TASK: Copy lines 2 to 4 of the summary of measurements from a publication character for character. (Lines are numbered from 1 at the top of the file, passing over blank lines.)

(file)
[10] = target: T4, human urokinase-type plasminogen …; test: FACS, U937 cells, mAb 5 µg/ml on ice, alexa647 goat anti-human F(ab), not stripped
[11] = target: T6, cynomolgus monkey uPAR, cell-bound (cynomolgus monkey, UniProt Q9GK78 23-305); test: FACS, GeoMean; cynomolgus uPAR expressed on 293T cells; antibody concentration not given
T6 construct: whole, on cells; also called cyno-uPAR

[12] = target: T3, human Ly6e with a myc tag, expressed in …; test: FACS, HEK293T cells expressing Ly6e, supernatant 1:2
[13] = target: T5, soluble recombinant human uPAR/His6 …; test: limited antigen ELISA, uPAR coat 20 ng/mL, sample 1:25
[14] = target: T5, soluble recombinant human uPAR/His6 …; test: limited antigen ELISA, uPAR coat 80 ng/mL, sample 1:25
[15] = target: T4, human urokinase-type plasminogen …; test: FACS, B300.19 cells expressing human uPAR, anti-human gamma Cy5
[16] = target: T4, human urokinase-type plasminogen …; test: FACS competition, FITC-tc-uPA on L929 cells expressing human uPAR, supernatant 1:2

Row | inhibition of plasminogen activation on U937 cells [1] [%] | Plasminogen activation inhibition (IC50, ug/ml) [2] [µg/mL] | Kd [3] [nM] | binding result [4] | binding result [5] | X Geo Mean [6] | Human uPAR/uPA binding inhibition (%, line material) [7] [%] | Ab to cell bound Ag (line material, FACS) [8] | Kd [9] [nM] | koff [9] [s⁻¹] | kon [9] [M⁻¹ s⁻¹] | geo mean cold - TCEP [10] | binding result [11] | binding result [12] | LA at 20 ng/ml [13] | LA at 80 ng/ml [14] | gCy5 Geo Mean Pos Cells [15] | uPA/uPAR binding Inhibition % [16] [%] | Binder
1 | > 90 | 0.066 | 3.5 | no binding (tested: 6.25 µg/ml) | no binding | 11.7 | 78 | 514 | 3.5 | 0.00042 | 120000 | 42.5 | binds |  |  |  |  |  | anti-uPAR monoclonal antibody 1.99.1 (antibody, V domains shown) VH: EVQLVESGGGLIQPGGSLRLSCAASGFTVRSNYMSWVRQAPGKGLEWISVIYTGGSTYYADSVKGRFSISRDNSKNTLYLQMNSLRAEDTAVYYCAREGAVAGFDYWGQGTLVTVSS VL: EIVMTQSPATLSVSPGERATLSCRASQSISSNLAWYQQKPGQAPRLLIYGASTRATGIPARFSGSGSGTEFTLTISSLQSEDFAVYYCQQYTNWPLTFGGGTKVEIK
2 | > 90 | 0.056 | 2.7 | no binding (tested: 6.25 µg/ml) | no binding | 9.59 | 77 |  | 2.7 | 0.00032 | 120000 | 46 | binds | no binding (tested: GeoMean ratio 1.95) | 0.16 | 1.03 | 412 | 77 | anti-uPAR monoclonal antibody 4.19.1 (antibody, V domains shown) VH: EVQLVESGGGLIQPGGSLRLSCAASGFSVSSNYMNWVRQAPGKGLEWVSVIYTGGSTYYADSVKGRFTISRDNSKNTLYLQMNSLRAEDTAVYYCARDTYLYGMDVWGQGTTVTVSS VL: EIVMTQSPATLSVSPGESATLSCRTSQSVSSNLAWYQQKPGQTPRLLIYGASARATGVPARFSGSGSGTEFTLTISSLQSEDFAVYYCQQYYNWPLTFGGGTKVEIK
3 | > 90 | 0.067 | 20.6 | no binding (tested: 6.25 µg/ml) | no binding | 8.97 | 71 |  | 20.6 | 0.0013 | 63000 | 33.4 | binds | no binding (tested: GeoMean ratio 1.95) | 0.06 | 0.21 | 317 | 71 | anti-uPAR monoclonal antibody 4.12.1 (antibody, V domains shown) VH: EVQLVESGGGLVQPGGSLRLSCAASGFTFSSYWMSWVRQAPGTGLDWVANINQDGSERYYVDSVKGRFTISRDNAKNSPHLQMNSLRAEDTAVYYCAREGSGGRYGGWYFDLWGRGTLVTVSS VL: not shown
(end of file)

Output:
[11] = target: T6, cynomolgus monkey uPAR, cell-bound (cynomolgus monkey, UniProt Q9GK78 23-305); test: FACS, GeoMean; cynomolgus uPAR expressed on 293T cells; antibody concentration not given
T6 construct: whole, on cells; also called cyno-uPAR

[12] = target: T3, human Ly6e with a myc tag, expressed in …; test: FACS, HEK293T cells expressing Ly6e, supernatant 1:2